Alan Wake Remastered comes to us 11 years after its initial Xbox 360 release. No longer bound by the shackles of its era’s technical constraints, Remedy’s remaster is transformative. Certain artistic changes won’t please everyone, but that’s always the case with large-scale remasters. You can’t please everyone, but you also can’t dismiss the amount of work poured into Alan Wake Remastered.
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Basic rendering set-up
The original Xbox 360 version of Alan Wake rendered at 960×544 with 4X MSAA, a necessary compromise for fitting its visual feature set onto the then aging console. Image quality is remarkably murky on modern 4K displays, appearing almost soup-like. According to Remedy, the Series X version renders at 1440p with the same 4X MSAA pass.
That’s a 7X boost to native pixel counts along with the doubling of its framerate target. This is combined with reconstruction to achieve a 4K output. Given the image lacks the pin-sharp clarity associated with native 4K imagery, Remedy’s claims hold weight. That isn’t to say Alan Wake Remastered is soft — far from it. With that said, it’s surprising it couldn’t reach native 4K on a remastered Xbox 360 game even if it is 60 frames per second.
Head to head comparison
While Remedy listed a series of visual enhancements including improved lighting, visual effects, and textures, how do they translate to the end-user experience? It’s one thing to mention all these improvements. It’s another for those enhancements to provide a tangible impact to the game’s visual fidelity.
Surprisingly, textures receive a noticeable bump across the board. Whether it’s major textures such as the stitching on Alan’s jacket or random levers you’ll never interact with, artwork is radically transformed for the better. The attention to incidental details extends to geometric detail, including more complex rock formations. Remedy even went to the effort of increasing polygon counts on a car’s side view mirror in a cinematic that’s mostly obscured by depth of field.
Hair rendering presents another major improvement. Examining Alice’s hair, it’s more polygonal than you remember — almost clay-like in its clumpiness. The remaster, on the other hand, looks more in line with what you’d expect out of the average modern title. It’s not using state of the art hair rendering, but it is a generational leap over the original implementation.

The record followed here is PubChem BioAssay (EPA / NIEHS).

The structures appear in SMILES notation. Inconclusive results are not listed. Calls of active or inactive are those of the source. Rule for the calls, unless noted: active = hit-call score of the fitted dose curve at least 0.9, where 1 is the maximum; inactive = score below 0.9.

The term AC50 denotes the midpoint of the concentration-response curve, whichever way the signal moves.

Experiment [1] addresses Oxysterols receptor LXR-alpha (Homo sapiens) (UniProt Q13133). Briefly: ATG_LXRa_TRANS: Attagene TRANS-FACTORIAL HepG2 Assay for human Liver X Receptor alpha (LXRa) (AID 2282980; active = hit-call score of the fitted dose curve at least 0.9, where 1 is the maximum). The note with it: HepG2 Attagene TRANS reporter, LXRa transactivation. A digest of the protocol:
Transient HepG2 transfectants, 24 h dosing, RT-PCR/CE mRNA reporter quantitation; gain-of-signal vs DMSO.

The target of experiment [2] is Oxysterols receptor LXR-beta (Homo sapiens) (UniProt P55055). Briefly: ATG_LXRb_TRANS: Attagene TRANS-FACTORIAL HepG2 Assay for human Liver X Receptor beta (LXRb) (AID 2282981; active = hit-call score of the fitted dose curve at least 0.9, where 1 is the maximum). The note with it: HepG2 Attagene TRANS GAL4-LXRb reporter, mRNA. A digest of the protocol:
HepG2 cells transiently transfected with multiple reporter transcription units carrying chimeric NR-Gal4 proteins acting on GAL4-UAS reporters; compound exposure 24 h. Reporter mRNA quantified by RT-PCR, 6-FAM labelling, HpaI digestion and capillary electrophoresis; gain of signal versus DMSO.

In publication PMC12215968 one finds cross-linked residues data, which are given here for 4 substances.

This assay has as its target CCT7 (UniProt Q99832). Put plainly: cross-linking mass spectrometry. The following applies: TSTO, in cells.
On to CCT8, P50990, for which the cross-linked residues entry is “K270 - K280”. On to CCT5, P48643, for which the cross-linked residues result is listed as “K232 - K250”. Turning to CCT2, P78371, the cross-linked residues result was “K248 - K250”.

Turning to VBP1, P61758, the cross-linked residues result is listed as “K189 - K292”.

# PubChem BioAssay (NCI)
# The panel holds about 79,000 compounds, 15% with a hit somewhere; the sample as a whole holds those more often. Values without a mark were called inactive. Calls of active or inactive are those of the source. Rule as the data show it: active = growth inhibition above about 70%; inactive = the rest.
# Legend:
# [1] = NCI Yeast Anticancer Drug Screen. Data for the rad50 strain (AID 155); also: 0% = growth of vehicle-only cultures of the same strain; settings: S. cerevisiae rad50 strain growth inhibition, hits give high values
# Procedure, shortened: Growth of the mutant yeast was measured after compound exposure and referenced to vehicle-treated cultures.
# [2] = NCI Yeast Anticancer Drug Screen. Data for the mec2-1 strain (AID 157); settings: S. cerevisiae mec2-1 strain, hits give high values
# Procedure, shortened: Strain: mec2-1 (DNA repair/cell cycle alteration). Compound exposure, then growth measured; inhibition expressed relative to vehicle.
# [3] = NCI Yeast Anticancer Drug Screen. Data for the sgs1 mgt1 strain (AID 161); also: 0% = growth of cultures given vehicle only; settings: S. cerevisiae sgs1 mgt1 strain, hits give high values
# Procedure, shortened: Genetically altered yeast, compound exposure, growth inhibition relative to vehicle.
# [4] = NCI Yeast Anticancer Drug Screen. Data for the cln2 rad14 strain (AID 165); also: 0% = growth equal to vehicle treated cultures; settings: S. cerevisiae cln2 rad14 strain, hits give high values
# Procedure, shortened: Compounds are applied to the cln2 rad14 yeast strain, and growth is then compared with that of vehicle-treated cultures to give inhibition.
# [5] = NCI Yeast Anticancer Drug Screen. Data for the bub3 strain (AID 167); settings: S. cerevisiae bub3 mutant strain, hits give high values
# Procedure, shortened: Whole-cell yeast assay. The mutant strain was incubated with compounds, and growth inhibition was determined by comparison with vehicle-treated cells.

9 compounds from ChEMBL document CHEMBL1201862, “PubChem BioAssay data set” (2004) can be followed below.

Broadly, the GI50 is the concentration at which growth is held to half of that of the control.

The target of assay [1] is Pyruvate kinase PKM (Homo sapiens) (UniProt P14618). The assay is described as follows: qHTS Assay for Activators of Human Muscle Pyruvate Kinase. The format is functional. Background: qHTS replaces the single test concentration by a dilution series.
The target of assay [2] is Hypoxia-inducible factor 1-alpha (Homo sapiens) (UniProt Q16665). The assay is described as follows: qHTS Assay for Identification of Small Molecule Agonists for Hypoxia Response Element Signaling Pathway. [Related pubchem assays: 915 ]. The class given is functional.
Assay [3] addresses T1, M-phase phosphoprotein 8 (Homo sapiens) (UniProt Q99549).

As far as remasters are concerned, few offer the kinds of wholesale improvements to assets on offer here without betraying the original artwork’s intent. Environments are also more filled out with incidental details. Both outdoor and indoor scenes feature additional objects to provide a more complete setting. The main counter of the diner, for example, is topped with extra condiment bottles, utensils, and a napkin dispenser. There’s even an additional poster in the dining room and extra fixings in the kitchen players can’t enter. These integrations slot so seamlessly into the experience that you’d be forgiven for not knowing they weren’t originally there — the true hallmark of a tasteful remaster.
Not every nip and tuck is successful, however. Remedy took the opportunity to alter Alan Wake’s model to more closely resemble his live action actor. The decision makes sense, but the end-result leaves much to be desired.
Another artistic change that may prove even more controversial concerns the application of fog. On a technical level, the remaster’s volumetrics are higher resolution, but they’re also less pronounced. In most cases, the higher precision effects work is a win. When trudging along the forest, however, the original’s murkier and hazier fog has a stronger impression on the game’s atmosphere.
Of course, fog is only one piece of the puzzle comprising Alan Wake’s atmosphere. Lighting also plays a major role. In that respect, Alan Wake Remastered is a resounding success. Shadows are significantly higher resolution across the board, especially dynamic shadows. The original release also appeared to use a low-quality screen space ambient occlusion setting.
Some objects barely registered pockets of shade whereas in other scenes, the more pronounced ambient shading was much harsher than it should be. Combined with the low resolution shadows, ambient lighting remains one of of the more aged aspects to the original’s presentation. The remaster remedies this with its better shadows combined with a more accurate SSAO implementation that gives objects a more grounded look. Shading is also added to objects that didn’t feature any at all. Overall scene lighting is more natural and realistic, benefitting the kind of experience Alan Wake aims for.
Some players won’t be happy with the few artistic changes that were made. In spite of these alterations, Alan Wake Remastered is one of the most impressive remastering efforts in years. Remedy went beyond the expected bump to assets and rendering, filling out scenes with additional geometry that feels like it was always there. This remaster is worthy of its title’s legacy.